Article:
Apart from the reinforced performance and the conspicuous improvement on the primary sensor, the Realme XT comes with a 6.4-inch Super AMOLED display but instead of going for a pop-up camera, Realme has conservatively opted for a tear-drop notch. The display – essentially the same in terms of quality as the Realme X but only a tad bit smaller – also houses an in-display fingerprint scanner, which Realme says is slightly bigger compared to the X.
The Realme XT also bears the honor of being Realme’s first smartphone with a glass back. Erstwhile smartphones including the premium Realme X were graced with incredibly charming polycarbonate backs, some of which were too easy to be mistaken for glass and the company had previously argued that polycarbonate brings more durability. But due to the notion of glass being associated with a premium tag, the company seems to have taken the step of choosing glass over polycarbonate, favoring good looks over security. Notably, while glass is more vulnerable to breaking upon falling, polycarbonate is more likely to be scratched.
The frame which wraps around the edges is made of plastic, unlike the metal frame on the Realme X. The pattern underneath the rear glass – which is also protected by Gorilla Glass 5 – resembles hyperbolic patterns and the design appears to be an upgraded mathematical metaphor over the tan-shaped curves on the Realme 3 Pro.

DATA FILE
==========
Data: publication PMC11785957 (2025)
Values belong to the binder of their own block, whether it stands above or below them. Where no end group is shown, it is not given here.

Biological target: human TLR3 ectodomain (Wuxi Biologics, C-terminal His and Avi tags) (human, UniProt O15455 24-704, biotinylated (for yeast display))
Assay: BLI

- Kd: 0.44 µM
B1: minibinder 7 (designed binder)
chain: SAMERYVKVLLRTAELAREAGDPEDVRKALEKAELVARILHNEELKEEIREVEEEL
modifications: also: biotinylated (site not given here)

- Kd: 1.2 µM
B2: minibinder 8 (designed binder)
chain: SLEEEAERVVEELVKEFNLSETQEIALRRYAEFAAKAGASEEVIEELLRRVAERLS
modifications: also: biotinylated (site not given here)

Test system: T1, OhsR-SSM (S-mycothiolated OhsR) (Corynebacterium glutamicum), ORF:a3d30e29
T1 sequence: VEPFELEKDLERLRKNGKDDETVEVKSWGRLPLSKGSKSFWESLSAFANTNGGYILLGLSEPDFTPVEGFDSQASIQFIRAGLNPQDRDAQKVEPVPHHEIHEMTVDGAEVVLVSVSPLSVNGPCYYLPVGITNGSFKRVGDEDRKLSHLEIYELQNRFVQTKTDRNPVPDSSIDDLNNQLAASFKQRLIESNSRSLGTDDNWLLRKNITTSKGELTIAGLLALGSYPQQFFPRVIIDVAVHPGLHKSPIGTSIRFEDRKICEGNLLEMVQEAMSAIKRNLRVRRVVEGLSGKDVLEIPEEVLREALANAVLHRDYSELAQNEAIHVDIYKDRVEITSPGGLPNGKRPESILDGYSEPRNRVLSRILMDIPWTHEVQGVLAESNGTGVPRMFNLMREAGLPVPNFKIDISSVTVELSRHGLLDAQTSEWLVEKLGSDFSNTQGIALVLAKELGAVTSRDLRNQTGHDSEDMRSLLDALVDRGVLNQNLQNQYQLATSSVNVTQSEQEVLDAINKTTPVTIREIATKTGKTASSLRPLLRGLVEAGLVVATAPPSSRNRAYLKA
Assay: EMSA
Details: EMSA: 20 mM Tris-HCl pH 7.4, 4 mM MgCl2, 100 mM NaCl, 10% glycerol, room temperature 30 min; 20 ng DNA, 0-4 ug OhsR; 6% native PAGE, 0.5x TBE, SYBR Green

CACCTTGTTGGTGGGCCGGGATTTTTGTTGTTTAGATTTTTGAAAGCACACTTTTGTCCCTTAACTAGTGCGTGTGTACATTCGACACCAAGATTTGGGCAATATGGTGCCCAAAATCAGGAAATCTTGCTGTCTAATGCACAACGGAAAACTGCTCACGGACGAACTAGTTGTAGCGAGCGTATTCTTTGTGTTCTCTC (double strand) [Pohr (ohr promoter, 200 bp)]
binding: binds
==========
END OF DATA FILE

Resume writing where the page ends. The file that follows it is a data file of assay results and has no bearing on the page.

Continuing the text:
Besides these changes, the Realme XT will come with storage options up to 128GB of UFS 2.1 storage as well as 4GB, 6GB, and 8GB RAM variants. We have no information on the pricing yet – and we probably won’t until October – so determining its rank in the hierarchy of Realme devices will be an implausible job. We do expect pricing to be in the ballpark of Realme X’s price, but that’s purely speculative.
Realme XT: First encounter with a 64MP smartphone camera
Realme might not beat competitor Redmi to bring the first 64MP smartphone to the market but, it has done a good job in allowing us – and the consumers by our means – form initial impressions about 64MP photography on a smartphone. You can have a closer look at these images we took, and feel free to form your own judgment. One thing to note is that while the camera hardware is more or less finalized, the software is still being worked up and Realme has assured that the final product it launches will be more refined than this one.
The 64MP setup on the Realme XT uses a Samsung ISOCELL GW1 sensor along with an f/1.8 aperture lens. Each pixel on this sensor has a size of 0.8μm but the default mode bins four pixels on a square grid into one superpixel with a size of 1.6μm. The resulting images are thus 16MP in size and as traditionally with 4-in-1 pixel binning mechanism, the intention is to increase the amount of light that enters the sensor. While our early impressions of the 64MP camera on the Realme XT was limited to indoors, we had the liberty of choosing which shots to take with the smartphone.